Constitutional Election 2021

The State of Texas holds a Constitutional Election in November of odd-years. These are necessary because there is no process for citizen initiated amendments; the only way to change the state Constitution is through statewide voting on proposed amendments added by the state Legislature.

This year's Constitutional Election will be held on Tuesday, November 2, 2021, with Early Voting starting on October 18. Below is a listing of the proposed amendments as reflected on the Texas Secretary of State website. Additional amendment information is linked courtesy of Ballotpedia.com. 

Key Election Dates:

Last Day to Apply for Ballot by Mail (Received): Friday, October 22, 2021
Early Voting: Monday, October 18, 2021 - Friday, October 29, 2021
Election Day: Tuesday, November 2, 2021
 
If you are not registered to vote, it is too late to register to vote in this election. Please be sure to register as soon as possible so that you can take part in future elections. 
 
Following are the proposed amendments and the CCDP's recommended voting. Please be aware that these are recommendations from the CCDP Voting Rights Committee and do not necessarily represent the "official" position of the Texas Democratic Party. All votes are Yes or No.

Proposition 1 (HJR 143)
What it says: The constitutional amendment authorizing the professional sports team charitable foundations of organizations sanctioned by the Professional Rodeo Cowboys Association or the Women’s Professional Rodeo Association to conduct charitable raffles at rodeo venues.”
Recommendation: Yes
More Info (Ballotpedia.org)

Proposition 2 (HJR 99)

What it says: “The constitutional amendment authorizing a county to finance the development or redevelopment of transportation or infrastructure in unproductive, underdeveloped, or blighted areas in the county.”
What it would do: This amendment would authorize counties to issue bonds to fund the development of transportation and infrastructure projects in unproductive or blighted areas. Cities have had this authority for 40 years. The amendment would prevent counties from using the bond funds to build toll roads. 
Recommendation: Yes
More Info (Ballotpedia.org)

Proposition 3 (SJR 27)
What it says: “The constitutional amendment to prohibit this state or a political subdivision of this state from prohibiting or limiting religious services of religious organizations.”
What it would do: This amendment would prevent state and local governments from restricting the size of worship services, among other possible restrictions such as time and place, even if such a measure is enacted for public safety, e.g. during a pandemic or when there is an unsafe structure being used for services.
Recommendation: No
More Info (Ballotpedia.org)

Proposition 4 (SJR 47)
What it says: “The constitutional amendment changing the eligibility requirements for a justice of the supreme court, a judge of the court of criminal appeals, a justice of a court of appeals, and a district judge.”
What it would do: This amendment would tighten up the eligibility requirements for judges in Texas. Specifically, district court judges would need at least 8 years of practicing law in Texas (currently 4), and appellate judges would need 10 years of practice. Further, candidates must not have been disbarred or had their law license suspended in the 10 ten years prior to their election to the bench. While ensuring the Texas courts are run by experienced and qualified judges, this amendment goes too far, is overly restrictive, and would hinder efforts to ensure a diversified judicial bench.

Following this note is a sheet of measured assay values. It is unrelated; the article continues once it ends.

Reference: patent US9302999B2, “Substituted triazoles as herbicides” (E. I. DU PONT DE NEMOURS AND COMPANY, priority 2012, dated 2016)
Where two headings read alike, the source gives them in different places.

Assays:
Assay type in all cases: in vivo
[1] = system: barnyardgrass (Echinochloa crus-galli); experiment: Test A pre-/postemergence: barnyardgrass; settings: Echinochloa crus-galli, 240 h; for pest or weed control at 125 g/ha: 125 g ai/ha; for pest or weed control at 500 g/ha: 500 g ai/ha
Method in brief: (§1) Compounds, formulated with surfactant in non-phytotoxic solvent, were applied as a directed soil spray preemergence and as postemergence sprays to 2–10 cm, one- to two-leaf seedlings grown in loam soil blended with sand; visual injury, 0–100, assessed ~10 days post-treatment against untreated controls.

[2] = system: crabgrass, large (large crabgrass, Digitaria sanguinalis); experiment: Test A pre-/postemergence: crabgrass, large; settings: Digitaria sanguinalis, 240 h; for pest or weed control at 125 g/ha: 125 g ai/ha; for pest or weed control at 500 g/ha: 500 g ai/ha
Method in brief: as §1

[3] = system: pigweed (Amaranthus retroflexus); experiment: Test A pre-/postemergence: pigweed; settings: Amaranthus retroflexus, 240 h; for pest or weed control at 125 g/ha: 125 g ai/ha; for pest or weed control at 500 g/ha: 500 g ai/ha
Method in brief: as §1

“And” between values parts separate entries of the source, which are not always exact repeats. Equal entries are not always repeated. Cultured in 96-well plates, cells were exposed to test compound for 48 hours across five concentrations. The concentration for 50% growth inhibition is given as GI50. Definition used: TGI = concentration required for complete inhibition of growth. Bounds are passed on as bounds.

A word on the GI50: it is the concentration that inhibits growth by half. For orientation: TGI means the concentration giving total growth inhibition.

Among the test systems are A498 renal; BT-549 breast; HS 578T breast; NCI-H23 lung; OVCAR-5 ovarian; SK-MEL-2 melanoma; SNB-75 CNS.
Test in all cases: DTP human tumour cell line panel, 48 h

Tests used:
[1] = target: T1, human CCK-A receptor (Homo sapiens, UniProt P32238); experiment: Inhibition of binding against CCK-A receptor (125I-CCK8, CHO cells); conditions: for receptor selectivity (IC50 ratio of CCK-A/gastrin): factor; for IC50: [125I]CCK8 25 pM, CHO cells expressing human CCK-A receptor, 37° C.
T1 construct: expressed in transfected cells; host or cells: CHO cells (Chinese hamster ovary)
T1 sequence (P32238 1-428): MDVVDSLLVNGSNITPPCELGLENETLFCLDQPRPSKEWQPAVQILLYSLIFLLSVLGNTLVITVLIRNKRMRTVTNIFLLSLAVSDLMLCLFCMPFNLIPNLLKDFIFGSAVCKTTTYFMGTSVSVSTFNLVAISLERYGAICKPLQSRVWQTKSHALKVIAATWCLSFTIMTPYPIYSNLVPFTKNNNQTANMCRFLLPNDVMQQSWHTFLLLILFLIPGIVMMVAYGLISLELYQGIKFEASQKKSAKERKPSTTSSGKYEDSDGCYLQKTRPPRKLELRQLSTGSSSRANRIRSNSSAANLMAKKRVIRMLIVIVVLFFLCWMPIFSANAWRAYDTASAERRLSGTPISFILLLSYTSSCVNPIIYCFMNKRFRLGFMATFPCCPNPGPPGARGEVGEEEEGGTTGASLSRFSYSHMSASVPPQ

Recommendation: No
More Info (Ballotpedia.org)

Proposition 5 (HJR 165)
What it says: “The constitutional amendment providing additional powers to the State Commission on Judicial Conduct with respect to candidates for judicial office.”
What it would do: This amendment would allow the State Commission on Judicial Conduct to investigate breaches of the Code of Judicial Conduct by candidates for judge and not just sitting judges. This will create a more level playing field and make elections fairer.
Recommendation: Yes
More Info (Ballotpedia.org)

Proposition 6 (SJR 19)
What it says: “The constitutional amendment establishing a right for residents of certain facilities to designate an essential caregiver for in-person visitation.”
What it would do: This amendment would allow residents of a facility to name a person as their essential caregiver and visits from that caregiver would be that resident’s constitutional right. Supporters of the amendment point to the essential role certain family members play in the care of such residents and the positive impacts of visitation. Opponents of the amendment believe it will take away the ability of some officials to restrict access to such facilities in order to protect residents and staff.
Recommendation: Yes

More Info (Ballotpedia.org)

Proposition 7 (HJR 125)
What it says: “The constitutional amendment to allow the surviving spouse of a person who is disabled to receive a limitation on the school district ad valorem taxes on the spouse’s residence homestead if the spouse is 55 years of age or older at the time of the person’s death.”
Recommendation: Yes

More Info (Ballotpedia.org)

Proposition 8 (SJR 35)
What it says: “The constitutional amendment authorizing the legislature to provide for an exemption from ad valorem taxation of all or part of the market value of the residence homestead of the surviving spouse of a member of the armed services of the United States who is killed or fatally injured in the line of duty.”
Recommendation: Yes

More Info (Ballotpedia.org)